Yes, the 49ers won Saturday's game in dramatic fashion and there are a number of players - Justin Smith, Alex Smith, Vernon Davis, Joe Staley chief among them - who deserve heaping platters of praise. But there also were a number of lapses in that game that need to be noted, especially because they were weaknesses the Giants also will be able to exploit.
No safety net
How do you grade the 49ers' starting safeties? Both Donte Whitner and Dashon Goldson threw their bodies around like men possessed during the game and both forced turnovers in the first half. But both were left sprawled on the grass in the second half while Saints pass catchers ran past them for big gains down field.
Marques Colston (Goldson) picked up 31 yards down the center of the field in the third quarter. Darren Sproles (Goldson) scored from 44 yards out in the center of the field in the fourth quarter. And then Jimmy Graham (Whitner) scored from 66 yards out down the center of the field with 1:37 remaining.
That brings to 14 the number of 40-yard pass plays the 49ers have allowed this season, one of the worst marks in the league. The vast majority of them have been short or intermediate throws in the middle of the field. The question is: Do you rein in the safeties' aggression, which has forced turnovers all season but which also has allowed big plays? Meanwhile, the Giants don't have a Jimmy Graham-type tight end, but they have three wideouts - Hakeem Nicks, Victor Cruz and Mario Manningham - that can score from long distances.
Light on weapons
Alex Smith didn't have a lot of options in the second half after Ted Ginn left the game with knee and ankle injuries. The only non-running backs Smith connected with after half time were Vernon Davis and Michael Crabtree. The blitz-insane Saints chose to leave Davis in single coverage at key moments in the game, something the Giants will not do. Braylon Edwards is gone, Ginn is hurt and Delanie Walker's status is a mystery.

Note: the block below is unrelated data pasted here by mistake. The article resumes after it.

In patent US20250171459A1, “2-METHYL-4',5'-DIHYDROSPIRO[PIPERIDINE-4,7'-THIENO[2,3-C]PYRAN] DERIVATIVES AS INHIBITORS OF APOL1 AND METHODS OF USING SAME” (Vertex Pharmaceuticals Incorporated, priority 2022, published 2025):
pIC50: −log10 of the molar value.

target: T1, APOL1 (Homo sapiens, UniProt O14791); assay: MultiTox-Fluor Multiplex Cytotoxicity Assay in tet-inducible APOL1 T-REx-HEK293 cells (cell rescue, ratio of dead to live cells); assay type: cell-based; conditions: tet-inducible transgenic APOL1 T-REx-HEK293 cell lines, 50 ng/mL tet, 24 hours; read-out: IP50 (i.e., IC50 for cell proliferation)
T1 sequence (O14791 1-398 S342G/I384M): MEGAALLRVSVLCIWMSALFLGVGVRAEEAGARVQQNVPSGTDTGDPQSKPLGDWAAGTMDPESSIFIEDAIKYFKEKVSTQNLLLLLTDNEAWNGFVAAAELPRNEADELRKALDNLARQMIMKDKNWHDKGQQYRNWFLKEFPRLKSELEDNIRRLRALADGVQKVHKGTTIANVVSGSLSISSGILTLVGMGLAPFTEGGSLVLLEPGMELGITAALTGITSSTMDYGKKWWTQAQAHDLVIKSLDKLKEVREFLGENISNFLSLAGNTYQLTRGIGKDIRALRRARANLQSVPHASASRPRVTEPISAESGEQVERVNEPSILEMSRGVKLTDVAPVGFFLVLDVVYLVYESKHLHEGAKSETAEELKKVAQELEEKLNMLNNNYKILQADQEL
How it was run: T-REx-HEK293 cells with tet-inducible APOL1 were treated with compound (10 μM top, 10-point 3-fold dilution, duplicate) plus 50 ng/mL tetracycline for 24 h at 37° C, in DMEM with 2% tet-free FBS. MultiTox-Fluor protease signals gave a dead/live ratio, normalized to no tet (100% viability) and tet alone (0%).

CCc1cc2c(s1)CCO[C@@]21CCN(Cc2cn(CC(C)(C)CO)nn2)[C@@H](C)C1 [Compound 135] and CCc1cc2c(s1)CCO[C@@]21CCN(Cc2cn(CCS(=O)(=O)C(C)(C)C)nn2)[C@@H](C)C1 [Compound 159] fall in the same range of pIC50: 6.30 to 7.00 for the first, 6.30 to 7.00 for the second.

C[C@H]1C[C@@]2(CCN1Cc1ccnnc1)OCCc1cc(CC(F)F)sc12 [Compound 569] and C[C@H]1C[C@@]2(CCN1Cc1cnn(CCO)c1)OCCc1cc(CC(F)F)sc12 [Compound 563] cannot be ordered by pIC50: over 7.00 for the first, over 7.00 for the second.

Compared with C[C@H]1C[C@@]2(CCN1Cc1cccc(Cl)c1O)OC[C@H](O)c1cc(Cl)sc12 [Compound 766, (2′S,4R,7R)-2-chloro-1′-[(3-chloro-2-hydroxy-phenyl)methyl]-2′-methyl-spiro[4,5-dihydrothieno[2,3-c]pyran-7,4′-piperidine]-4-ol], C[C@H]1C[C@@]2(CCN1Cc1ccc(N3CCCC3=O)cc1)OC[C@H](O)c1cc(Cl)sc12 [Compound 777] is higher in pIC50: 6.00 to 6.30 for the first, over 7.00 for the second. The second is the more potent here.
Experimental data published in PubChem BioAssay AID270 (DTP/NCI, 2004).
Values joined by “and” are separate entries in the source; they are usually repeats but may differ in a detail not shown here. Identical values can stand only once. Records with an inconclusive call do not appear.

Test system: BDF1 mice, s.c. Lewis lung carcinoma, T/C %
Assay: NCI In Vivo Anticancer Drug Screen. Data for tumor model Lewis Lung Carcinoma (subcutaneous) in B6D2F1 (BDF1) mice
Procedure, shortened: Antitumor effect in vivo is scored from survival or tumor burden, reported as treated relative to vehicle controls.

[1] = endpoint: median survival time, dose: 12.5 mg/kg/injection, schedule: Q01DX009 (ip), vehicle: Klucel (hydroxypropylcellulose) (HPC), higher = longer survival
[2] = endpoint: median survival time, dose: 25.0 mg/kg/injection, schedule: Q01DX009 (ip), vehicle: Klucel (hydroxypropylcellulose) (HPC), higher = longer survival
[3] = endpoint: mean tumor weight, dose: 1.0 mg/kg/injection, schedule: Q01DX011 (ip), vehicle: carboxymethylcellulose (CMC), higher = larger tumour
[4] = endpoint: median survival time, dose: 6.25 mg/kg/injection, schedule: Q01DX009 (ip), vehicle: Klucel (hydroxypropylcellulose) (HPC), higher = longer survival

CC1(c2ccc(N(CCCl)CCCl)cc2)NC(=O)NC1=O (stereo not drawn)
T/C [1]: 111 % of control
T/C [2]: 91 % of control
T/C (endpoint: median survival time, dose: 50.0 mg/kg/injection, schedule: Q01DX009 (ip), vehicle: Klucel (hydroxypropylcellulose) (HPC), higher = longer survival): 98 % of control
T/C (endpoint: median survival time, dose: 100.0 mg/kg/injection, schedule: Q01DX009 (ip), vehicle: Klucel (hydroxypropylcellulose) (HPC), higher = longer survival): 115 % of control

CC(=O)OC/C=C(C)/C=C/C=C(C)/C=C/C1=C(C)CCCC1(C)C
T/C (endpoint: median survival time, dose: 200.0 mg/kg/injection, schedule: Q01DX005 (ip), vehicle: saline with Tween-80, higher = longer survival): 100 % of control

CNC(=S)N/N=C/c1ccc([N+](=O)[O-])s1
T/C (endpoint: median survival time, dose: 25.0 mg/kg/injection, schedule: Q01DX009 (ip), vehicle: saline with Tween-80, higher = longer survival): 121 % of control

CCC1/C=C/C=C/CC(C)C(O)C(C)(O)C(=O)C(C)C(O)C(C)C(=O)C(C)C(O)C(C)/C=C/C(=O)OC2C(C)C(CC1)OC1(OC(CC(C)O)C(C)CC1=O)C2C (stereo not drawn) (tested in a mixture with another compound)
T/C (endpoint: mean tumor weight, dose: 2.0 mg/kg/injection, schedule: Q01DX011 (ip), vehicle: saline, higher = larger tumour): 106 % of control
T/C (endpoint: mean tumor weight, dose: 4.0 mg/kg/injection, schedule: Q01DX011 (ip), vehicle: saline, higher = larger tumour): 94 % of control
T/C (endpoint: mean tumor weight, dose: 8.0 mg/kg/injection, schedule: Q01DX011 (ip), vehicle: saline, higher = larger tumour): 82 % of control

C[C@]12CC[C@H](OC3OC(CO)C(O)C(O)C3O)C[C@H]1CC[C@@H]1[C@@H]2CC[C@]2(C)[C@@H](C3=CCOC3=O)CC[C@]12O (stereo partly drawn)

In my opinion, Kyle Williams can be a weapon on offense, but he's only been used in a bit role heretofore and may see his special teams duties increased if Ginn can't play. After Smith fumbles late in the second quarter, he gestures to either Williams or Brett Swain, who were in the same vicinity down the right sideline, that one of them should have cut over to the middle of the field. Smith is the kind of quarterback who needs to be very comfortable with his receivers. It's clear he has not developed an on-field rapport with Swain or No. 5 receiver Joe Hastings.
That's why Walker's presence would be such a boon to the offense. He'd give Smith another weapon and he'd theoretically make the Giants pay for spending extra attention on Vernon Davis. My guess is that Walker plays, but that's just a guess.
Blitz pickup problems
The 49ers have been flummoxed by blitzes all season, and Saturday's game was no exception. The Saints concentrated on the right side of the 49ers offensive line throughout the game, an approach that backfired when Greg Roman called an Alex Smith bootleg to the left in the fourth quarter.
However, the Saints also were successful in bringing an extra pass rusher - or two - on that side. Right tackle Anthony Davis twice blocked down to double team a Saints defender instead of picking up blitzing safety Roman Harper who had a free run to the quarterback. Smith was sacked four times and fumbled once. The good news for Davis and the 49ers is that the Giants are not a blitzing defense. Like the 49ers, they rely on their talented defensive line to supply their pressure. But they only need to look at the Saturday's game film to realize the 49ers still get confused on blitz pickups.
-- Matt Barrows